Going to the Movies Without Going to the Movies

By Kenny Lo

Student Lifestyle Editor

The COVID-19 pandemic has changed the way we “go to the movies,” especially for Fairleigh Dickinson University Metropolitan students. Long gone are the days of packed movie theaters during summer blockbusters, at least for now. 

There are more than five movie theaters within a five-mile radius of the FDU Metropolitan Campus, three of which are AMC Theaters.

When the pandemic started, a long pause was cast over the industry. Production immediately shut down and filming has been halted for many films and television programming. As movie theaters around the country closed, studios were forced to delay release of films, pushing them back numerous times.

Metro students are affected by this change, especially those who are either dorming or living in the area. 

“It’s affected me by forcing me to order more things online, since I’m unable to go to the movie theaters, concerts, etc.” said Elijah J. Woodard, a junior and a communications major, via text. “Like on-demand, there are more options to pay to see the latest films. Since a lot of theaters are still not open and this will be the new normal for a while.”

Leichtman Research Group, Inc. conducted a consumer research back in 2018 that saw a surge in Subscription Video On-Demand (SVOD) like Netflix, Amazon Prime and Hulu. Some 70% of U.S. households have SVOD, up from 52% in 2015. Fast forward to now, during the months of COVID-19, SVOD has seen a dramatic increase in 2020 with 78% of all U.S. households having the service. These are the months when people are mostly home and have more time on their hands to watch movies, shows, listen to music or play video games.

People are willing to pay for more than one streaming platform in order to get content delivered quickly. And judging by how well it’s currently doing, they are also willing to pay for Premium Video On-Demand (PVOD), even if it’s a rental.

This model loomed around the entertainment industry for a couple of years before the pandemic started. People have already started to “cut the cord” and get rid of their cable subscriptions to switch to a more digital source of entertainment. According to eMarketer, 31.2 million of US households will cut their cable subscription by the end of the year, and more than one-third of U.S. households will no longer have a Pay TV subscription by 2024.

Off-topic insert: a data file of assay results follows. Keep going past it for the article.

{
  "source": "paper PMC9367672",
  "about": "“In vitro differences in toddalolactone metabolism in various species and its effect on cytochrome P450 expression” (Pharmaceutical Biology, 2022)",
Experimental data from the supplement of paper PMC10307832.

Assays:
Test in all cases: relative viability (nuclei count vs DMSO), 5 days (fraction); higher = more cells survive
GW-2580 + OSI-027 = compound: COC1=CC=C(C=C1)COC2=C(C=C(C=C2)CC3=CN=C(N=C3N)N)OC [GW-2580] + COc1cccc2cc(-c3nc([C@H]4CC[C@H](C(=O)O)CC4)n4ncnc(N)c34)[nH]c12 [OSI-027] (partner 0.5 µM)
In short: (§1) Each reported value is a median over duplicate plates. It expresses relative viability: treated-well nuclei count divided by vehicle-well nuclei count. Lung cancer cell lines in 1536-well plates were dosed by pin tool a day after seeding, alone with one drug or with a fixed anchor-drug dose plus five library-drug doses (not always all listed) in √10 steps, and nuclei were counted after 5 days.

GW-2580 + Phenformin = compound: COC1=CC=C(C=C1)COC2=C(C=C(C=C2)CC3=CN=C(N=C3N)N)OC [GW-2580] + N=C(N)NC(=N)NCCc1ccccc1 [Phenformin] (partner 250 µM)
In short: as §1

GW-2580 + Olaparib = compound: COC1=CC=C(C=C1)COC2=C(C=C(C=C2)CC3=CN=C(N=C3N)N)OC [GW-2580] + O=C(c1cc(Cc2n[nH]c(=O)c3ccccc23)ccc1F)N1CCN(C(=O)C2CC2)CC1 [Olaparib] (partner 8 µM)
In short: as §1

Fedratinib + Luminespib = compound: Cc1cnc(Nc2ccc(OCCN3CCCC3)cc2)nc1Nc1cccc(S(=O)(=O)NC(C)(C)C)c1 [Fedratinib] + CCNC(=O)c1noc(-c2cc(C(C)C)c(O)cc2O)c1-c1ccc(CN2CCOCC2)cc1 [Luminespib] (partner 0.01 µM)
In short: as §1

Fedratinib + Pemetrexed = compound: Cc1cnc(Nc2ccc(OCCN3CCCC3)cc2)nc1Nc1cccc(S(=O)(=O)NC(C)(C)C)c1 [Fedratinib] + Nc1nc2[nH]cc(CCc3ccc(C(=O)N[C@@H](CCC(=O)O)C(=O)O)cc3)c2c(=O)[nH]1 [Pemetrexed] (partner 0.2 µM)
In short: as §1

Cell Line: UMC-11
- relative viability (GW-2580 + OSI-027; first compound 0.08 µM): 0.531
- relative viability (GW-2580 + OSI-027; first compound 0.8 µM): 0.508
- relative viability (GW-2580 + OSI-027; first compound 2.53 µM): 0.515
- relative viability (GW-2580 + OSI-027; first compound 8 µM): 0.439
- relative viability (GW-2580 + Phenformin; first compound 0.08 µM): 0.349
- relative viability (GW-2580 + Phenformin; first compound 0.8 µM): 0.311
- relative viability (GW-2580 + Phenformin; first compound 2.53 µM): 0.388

To add some social aspect to this model, some of these streaming platforms let you connect with friends, so you can watch a movie or a show together and chat with them. So far, we have Netflix with “Teleparty” (formerly “Netflix Party”) as a browser extension for your Google Chrome Browser, and Disney+ with its “GroupWatch” feature.

Even with the theaters reopening, people are still not ready to go back

Studios are afraid of the disappointing box office results of Christopher Nolan’s “Tenet” film that they continue to push the release dates back, with some going as far as rescheduling them to next year. 

Big budget films like Wonder Woman and Black Widow have been through multiple rescheduling. Meanwhile, straight-to-digital films like “Trolls World Tour” and “Mulan” are doing well stateside after being released as premium content for their respective streaming services.

But there are still those who are looking forward to going back to the movie theaters.

“I used to go to the movies at least once a week with my boyfriend and now we can’t do that because not until recently the theaters were closed,” said Elianny Rodriguez, a sophomore English major, via text.

“So many movies were supposed to come out and they all got delayed. I know the movie theaters are greatly affected because of Netflix, so we tried to keep the tradition of going to the movie theater.” 

Whether or not this tradition of going to the movies as a form of entertainment and socializing will flourish once again, the new streaming model is probably here to stay and establish its very own tradition.
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The movies are on the small screen now. Art by Kenny Lo.